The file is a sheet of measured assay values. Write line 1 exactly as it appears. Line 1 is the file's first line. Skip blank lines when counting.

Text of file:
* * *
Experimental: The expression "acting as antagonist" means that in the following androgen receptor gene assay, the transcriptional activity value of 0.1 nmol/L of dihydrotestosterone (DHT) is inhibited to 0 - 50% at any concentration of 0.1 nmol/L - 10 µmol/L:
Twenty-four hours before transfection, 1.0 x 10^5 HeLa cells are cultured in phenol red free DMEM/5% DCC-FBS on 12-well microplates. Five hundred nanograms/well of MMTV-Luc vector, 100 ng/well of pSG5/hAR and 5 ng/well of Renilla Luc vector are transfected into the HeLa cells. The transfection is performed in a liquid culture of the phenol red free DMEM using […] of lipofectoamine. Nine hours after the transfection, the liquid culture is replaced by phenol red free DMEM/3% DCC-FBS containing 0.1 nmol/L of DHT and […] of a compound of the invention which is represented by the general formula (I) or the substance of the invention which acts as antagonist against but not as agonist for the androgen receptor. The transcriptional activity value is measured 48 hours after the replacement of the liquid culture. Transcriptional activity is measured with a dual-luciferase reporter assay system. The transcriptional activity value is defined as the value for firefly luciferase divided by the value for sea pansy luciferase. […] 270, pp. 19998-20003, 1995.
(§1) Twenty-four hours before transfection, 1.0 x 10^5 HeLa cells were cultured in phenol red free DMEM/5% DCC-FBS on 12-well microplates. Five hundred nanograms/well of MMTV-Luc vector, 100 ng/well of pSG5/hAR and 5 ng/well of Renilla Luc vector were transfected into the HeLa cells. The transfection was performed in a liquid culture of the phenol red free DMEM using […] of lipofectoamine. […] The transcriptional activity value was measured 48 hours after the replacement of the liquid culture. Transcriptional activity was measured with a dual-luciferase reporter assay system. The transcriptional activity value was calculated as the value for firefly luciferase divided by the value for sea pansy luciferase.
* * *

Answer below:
Experimental: The expression "acting as antagonist" means that in the following androgen receptor gene assay, the transcriptional activity value of 0.1 nmol/L of dihydrotestosterone (DHT) is inhibited to 0 - 50% at any concentration of 0.1 nmol/L - 10 µmol/L: